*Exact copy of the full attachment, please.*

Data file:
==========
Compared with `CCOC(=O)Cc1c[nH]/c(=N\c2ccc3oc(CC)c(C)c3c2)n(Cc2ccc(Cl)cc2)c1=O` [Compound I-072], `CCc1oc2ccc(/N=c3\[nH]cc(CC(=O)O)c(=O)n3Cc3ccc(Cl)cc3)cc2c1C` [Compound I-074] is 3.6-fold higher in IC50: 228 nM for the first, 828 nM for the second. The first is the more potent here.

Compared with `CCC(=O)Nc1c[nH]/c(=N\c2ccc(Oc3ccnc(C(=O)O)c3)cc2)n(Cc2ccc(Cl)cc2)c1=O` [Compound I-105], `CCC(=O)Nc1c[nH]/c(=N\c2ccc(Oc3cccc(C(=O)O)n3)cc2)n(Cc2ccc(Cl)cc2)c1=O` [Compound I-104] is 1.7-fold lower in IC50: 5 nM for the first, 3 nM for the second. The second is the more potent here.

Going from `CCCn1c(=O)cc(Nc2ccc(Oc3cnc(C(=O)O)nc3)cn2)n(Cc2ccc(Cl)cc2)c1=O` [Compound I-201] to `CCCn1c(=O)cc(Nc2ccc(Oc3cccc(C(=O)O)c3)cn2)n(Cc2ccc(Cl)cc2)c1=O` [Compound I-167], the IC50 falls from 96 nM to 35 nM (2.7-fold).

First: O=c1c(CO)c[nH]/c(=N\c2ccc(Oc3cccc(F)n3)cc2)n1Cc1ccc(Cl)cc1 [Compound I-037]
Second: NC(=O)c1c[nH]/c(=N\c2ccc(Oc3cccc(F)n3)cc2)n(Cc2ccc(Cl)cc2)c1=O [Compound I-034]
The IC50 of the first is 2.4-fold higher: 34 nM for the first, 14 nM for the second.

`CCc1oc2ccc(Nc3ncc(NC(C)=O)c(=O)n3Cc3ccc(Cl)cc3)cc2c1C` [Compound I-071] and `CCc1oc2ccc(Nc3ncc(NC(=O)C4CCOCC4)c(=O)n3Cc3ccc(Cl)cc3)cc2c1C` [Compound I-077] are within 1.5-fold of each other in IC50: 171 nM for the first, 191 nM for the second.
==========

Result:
Compared with `CCOC(=O)Cc1c[nH]/c(=N\c2ccc3oc(CC)c(C)c3c2)n(Cc2ccc(Cl)cc2)c1=O` [Compound I-072], `CCc1oc2ccc(/N=c3\[nH]cc(CC(=O)O)c(=O)n3Cc3ccc(Cl)cc3)cc2c1C` [Compound I-074] is 3.6-fold higher in IC50: 228 nM for the first, 828 nM for the second. The first is the more potent here.

Compared with `CCC(=O)Nc1c[nH]/c(=N\c2ccc(Oc3ccnc(C(=O)O)c3)cc2)n(Cc2ccc(Cl)cc2)c1=O` [Compound I-105], `CCC(=O)Nc1c[nH]/c(=N\c2ccc(Oc3cccc(C(=O)O)n3)cc2)n(Cc2ccc(Cl)cc2)c1=O` [Compound I-104] is 1.7-fold lower in IC50: 5 nM for the first, 3 nM for the second. The second is the more potent here.

Going from `CCCn1c(=O)cc(Nc2ccc(Oc3cnc(C(=O)O)nc3)cn2)n(Cc2ccc(Cl)cc2)c1=O` [Compound I-201] to `CCCn1c(=O)cc(Nc2ccc(Oc3cccc(C(=O)O)c3)cn2)n(Cc2ccc(Cl)cc2)c1=O` [Compound I-167], the IC50 falls from 96 nM to 35 nM (2.7-fold).

First: O=c1c(CO)c[nH]/c(=N\c2ccc(Oc3cccc(F)n3)cc2)n1Cc1ccc(Cl)cc1 [Compound I-037]
Second: NC(=O)c1c[nH]/c(=N\c2ccc(Oc3cccc(F)n3)cc2)n(Cc2ccc(Cl)cc2)c1=O [Compound I-034]
The IC50 of the first is 2.4-fold higher: 34 nM for the first, 14 nM for the second.

`CCc1oc2ccc(Nc3ncc(NC(C)=O)c(=O)n3Cc3ccc(Cl)cc3)cc2c1C` [Compound I-071] and `CCc1oc2ccc(Nc3ncc(NC(=O)C4CCOCC4)c(=O)n3Cc3ccc(Cl)cc3)cc2c1C` [Compound I-077] are within 1.5-fold of each other in IC50: 171 nM for the first, 191 nM for the second.